Border patrols and deportations were increased to stop the flow of unauthorized immigrants, but they had little effect. “I’ve no doubt whatever that the man finally deported is back here,” the Assistant Secretary of Labor told the Times. “Easily 50 per cent of them return.” In July 1929, Congress gave in and provided “amnesty” or citizenship to the undocumented immigrants. Then, the Great Depression dried up demand for workers, temporarily resolving the issue.  When the economy finally picked up again following World War II, illegal immigration returned.

Illegal immigration finally nosedived after the housing bubble burst, and the illegal population shrunk from 2007 to 2014.

[Emphasis Added]

Lest I be accused of cherry-picking, the trend of immigration tapering off during recessions and increasing during booms holds throughout history (obviously, the more severe the recession, the more pronounced the decline in immigration).

This pattern is exactly what one would expect: when the economy is growing, labor demand is growing, and the wage rate (the cost of labor) is increasing, more supply (immigration) is attracted to the market.  When the economy is shrinking, labor demand is shrinking, and thus the wage rate is falling, supply is repulsed from the market.  Just a simple analysis of the labor market.

Money Can’t Buy Me Fear

What follows is yet another economics lesson from The Simpsons.  The show has been on for nearly 30 years and is just packed full of tidbits like this:

Episode 11, Season 3 Burns Verkaufen der Kraftwerk (air date 5 December 1991) involves Mr Burns selling his plant to Germans and going into retirement.  Throughout the episode, Mr Burns’ retirement antics lead to public ridicule (in one scene, Burns is playing boccie with some other old folks.  He is barely able to throw the ball a foot, and the others laugh insultingly).  The culmination is when Burns and Smithers walk into Moe’s, where Homer and the other plant employees are drinking.  Homer had just been fired by the German plant owners and lashes out at Mr Burns.  The whole bar joins in mocking Mr Burns, and he leaves embarrassed.  Outside the bar, Mr Burns has a revelation: “What good is money if you can’t inspire terror in your fellow man?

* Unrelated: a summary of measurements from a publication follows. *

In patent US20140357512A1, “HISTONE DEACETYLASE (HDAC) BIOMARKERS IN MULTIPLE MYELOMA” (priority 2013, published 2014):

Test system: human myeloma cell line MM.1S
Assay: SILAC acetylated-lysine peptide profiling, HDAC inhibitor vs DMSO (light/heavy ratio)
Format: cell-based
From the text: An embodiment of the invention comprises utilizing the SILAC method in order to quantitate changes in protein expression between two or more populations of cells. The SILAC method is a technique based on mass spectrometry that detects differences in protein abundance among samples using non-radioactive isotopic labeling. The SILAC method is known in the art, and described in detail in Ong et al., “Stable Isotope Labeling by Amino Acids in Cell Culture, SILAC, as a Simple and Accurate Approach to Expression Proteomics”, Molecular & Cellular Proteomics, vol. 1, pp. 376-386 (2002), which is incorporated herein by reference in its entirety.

Mr Burns learns an important lesson, one so often forget in conversations of wealth inequality and “the 1%.”  Money affords one no power.  Mr Burns is the richest man in town by far, and certainly wealthier than Homer, and yet that matters not one bit in their exchange.  Homer is able to cut Burns down to size without any fear of repercussions.  What can Mr Burns do?  Throw money at him?

Mr Burns’ power came from his owning the plant, not from his money.  As plant owner, he has power over his employees (to the extent they decide to work for him) and he has a legally protected (and connected!) monopoly, which affords him some level of power, but that is more due to political connections.  Strip those away, and Burns is powerless (even though he is richer.  He sold the plant for $100,000,000).

Money does not give power, inspire fear, or destroy individuals.

Right to Work vs Right to Contract

One of the local ballot issues in Tuesday’s election here in Virginia was a constitutional amendment to the state barring “closed-shop”, that is barring agreements between firms and unions to require union membership or dues as a condition of employment.  Such legislation, referred to as “right to work” (RTW) are common in the US. However, the ballot measure was defeated here in Virginia, an outcome which I support and voted for.